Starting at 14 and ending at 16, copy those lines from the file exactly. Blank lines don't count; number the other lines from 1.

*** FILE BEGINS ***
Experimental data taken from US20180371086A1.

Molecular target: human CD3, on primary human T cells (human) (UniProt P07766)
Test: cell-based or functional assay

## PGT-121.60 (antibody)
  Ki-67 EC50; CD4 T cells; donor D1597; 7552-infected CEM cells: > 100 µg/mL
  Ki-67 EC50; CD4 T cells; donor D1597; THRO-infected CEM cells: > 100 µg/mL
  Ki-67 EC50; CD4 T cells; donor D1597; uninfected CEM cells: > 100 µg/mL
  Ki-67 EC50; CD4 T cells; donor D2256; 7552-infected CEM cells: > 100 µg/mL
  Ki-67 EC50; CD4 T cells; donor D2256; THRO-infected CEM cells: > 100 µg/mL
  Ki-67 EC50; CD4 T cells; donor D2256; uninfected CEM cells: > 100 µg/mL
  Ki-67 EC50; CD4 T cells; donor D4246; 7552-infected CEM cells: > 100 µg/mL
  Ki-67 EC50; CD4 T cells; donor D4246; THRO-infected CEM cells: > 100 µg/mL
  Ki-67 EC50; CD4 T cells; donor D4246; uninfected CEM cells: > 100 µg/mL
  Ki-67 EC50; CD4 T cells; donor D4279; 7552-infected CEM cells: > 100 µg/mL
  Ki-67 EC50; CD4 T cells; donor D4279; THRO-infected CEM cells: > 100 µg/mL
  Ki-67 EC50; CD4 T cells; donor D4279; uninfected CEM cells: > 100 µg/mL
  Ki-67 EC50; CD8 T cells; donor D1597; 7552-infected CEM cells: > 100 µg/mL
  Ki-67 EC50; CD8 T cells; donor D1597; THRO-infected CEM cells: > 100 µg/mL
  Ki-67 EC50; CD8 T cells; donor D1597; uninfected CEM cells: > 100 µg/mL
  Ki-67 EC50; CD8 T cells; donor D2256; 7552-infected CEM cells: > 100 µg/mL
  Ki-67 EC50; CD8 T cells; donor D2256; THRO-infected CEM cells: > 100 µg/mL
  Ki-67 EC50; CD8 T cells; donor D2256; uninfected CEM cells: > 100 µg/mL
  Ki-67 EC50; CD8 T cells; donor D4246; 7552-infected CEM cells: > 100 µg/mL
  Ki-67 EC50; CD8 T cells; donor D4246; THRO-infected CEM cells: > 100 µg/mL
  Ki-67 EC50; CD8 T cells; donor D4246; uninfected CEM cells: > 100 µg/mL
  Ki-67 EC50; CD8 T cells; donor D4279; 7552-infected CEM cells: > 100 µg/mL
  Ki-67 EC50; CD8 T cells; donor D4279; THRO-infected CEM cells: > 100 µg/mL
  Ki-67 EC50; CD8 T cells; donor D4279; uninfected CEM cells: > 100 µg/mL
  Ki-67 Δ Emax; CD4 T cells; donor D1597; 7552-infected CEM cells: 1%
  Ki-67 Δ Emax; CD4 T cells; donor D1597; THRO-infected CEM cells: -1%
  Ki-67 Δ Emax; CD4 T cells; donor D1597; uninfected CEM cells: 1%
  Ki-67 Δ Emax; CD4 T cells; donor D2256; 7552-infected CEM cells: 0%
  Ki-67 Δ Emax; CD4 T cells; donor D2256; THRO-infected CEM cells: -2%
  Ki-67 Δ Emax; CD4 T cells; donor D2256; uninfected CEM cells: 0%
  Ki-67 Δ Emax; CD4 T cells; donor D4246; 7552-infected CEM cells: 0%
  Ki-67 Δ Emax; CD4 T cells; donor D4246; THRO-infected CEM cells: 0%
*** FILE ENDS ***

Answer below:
  Ki-67 EC50; CD4 T cells; donor D4279; 7552-infected CEM cells: > 100 µg/mL
  Ki-67 EC50; CD4 T cells; donor D4279; THRO-infected CEM cells: > 100 µg/mL
  Ki-67 EC50; CD4 T cells; donor D4279; uninfected CEM cells: > 100 µg/mL